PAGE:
Photo of me as young adult
Check out those freckled lips, I have classic Peutz-Jeghers syndrome.
Thank you for visiting the Peutz-Jeghers News Blog.
If you've come seeking information, you'll find some here.
Unfortunately, due to my advancing breast cancer, I can't keep this blog updated now.
If you've come seeking support, please don't write to me one-to-one.
For information and support please do join the Peutz-Jeghers Syndrome & Juvenile Polyposis syndrome Online Support Group. It's free and run by volunteers. There are currently over 300 members from around the world
I wrote the following story about my PJS adventures and how the online support group has changed my life for the better.
If you want to learn more about PJS or JPS and meet others, I hope you'll join that group and benefit too.
warmest, healing regards,
As a child, I loved stories of lost children finding their true families. I wasn’t an orphan, am the oldest of six siblings in a large, extended family. But I felt different. It wasn’t just being the only blond. I seemed to have a different experience of the world.
I didn’t know then that the freckles on my lips and the scar on my belly were signs of a rare genetic disorder, Peutz-Jeghers syndrome (PJS). Or that recurring abdominal pain and years of anemia were symptoms of its ongoing activity.
In 1972 at age sixteen, after another harrowing gastrointestinal (GI) surgery that removed large polyps, I was finally diagnosed with PJS. The hallmarks of PJS are GI tract polyposis, spots on lips, benign reproductive tract tumors and increased risk of cancer. My younger siblings were subjected to GI testing and the doctors decided I had sporadic or de novo PJS.
People with PJS have a 50-50 chance of passing on the syndrome to offspring and at age 19 I had both a tubal ligation and more GI polyps removed.
I was alone in the world with my syndrome. It’s a rare condition; the frequency is estimated as ranging from one in 30,000 people to one in 300,000 people.
Even the gastroenterologists in San Francisco didn’t have other PJS patients.
So, being a bookworm (a side effect of prolonged anemia), I began hanging out in medical libraries reading about the syndrome. I’d pore over the photos of the lips and fingers of other patients, read their case histories, consider the authors’ pronouncements on life and death with PJS.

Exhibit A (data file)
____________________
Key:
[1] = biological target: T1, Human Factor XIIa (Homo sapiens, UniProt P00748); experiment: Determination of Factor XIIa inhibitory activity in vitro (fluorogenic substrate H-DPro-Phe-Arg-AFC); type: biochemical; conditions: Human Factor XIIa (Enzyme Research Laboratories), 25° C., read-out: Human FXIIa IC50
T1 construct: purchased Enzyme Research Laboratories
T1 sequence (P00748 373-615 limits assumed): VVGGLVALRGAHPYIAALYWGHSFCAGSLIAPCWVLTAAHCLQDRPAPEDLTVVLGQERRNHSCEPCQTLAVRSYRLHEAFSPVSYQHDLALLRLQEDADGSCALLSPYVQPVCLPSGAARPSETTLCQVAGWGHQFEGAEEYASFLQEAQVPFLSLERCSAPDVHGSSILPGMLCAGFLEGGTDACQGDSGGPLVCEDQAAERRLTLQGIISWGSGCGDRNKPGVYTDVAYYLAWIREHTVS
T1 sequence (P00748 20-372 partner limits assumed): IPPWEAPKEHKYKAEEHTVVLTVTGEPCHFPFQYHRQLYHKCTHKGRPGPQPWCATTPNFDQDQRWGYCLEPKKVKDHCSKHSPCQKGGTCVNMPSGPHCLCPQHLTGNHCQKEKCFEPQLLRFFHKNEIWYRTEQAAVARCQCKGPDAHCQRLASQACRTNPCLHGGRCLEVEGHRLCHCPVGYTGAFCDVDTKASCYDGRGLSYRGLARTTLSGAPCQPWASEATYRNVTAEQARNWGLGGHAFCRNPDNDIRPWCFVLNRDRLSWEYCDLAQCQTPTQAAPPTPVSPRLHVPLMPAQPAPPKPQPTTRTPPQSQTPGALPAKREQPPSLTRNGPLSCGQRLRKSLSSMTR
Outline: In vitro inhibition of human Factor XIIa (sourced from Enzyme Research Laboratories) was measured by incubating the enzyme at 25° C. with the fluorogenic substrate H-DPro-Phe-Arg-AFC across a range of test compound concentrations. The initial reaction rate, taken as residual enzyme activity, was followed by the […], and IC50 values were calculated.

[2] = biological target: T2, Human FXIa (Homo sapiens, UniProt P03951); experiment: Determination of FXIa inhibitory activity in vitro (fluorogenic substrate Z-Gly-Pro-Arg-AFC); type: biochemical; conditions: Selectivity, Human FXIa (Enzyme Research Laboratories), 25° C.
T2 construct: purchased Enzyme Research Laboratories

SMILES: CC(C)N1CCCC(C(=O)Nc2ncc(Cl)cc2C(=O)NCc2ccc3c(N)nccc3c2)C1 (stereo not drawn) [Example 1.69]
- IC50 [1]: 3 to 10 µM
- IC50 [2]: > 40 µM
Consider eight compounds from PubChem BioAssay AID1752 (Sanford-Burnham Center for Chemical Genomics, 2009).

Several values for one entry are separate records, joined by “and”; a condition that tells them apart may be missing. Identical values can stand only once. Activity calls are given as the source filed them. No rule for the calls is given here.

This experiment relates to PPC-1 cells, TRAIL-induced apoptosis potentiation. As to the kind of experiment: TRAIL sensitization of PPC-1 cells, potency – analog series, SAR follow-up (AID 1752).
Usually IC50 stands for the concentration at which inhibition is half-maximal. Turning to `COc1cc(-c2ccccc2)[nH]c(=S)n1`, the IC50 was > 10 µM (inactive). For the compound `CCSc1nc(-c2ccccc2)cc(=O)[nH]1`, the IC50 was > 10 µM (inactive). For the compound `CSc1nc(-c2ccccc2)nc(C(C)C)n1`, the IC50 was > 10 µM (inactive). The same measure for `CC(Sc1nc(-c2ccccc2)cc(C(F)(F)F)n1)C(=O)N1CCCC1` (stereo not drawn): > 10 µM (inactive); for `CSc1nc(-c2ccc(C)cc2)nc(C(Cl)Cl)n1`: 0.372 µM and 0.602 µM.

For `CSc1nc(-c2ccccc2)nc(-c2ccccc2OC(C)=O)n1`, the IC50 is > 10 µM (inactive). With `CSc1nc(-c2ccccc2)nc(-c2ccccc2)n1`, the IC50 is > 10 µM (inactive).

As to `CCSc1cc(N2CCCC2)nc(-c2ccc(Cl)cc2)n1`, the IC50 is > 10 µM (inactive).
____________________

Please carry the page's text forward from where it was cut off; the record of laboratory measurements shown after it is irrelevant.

There was some life, but a lot of death too.
The risk of cancer in PJS is about 93% from age 15-64 and approximately 50% of patients with PJS develop and die from cancer by 57 years of age. If that’s not bad enough, the cancer risk is spread about the body and affects the entire GI tract, but also reproductive tract, breast, pancreas, lungs, thyroid, and other organs. Aside, there’s a good reason why I was diagnosed with bi-lateral breast cancer at age 34 and it wasn’t my natural, alternative healing lifestyle.
Anyway, back to my investigations. My research connected me with researchers and in early 2000 I participated in a PJS study though MD Anderson Cancer Center. The principal investigator asked me to start an online support group for people with PJS, so I did.
That group is 12 years old and currently has about 300 members. We’ve had another 250-300 members pass through the group and I have email contact with about 100+ folks who didn’t join the group.
This is my other family.
Most of us have never met in person, because we’re scattered around the world. Yet our group members have a shared experience and genetic similarity that forms instant and lasting bonds between us. And, after 12 (now 16 in 2012!) years online together, we’ve witnessed members raising children; growing to adulthood; becoming parents; getting better medical treatment; dealing with chronic and life-threatening situations; finding a healthy balance; and dying.
Even though I’ve found my other PJS family, I still spend lots of time in medical libraries and doing medical research online. The research bug bit me! My patient-view reports on scientific and medical literature try to make it accessible to the average reader. And I’ve had the opportunity to address medical professionals and researchers through writing and speaking about life with the syndrome.
While we still have a long way to go to relieve PJS-related suffering, it’s heartening to see how far we’ve come in just 12 (now 16 in 2012!) short years of patient-driven activism.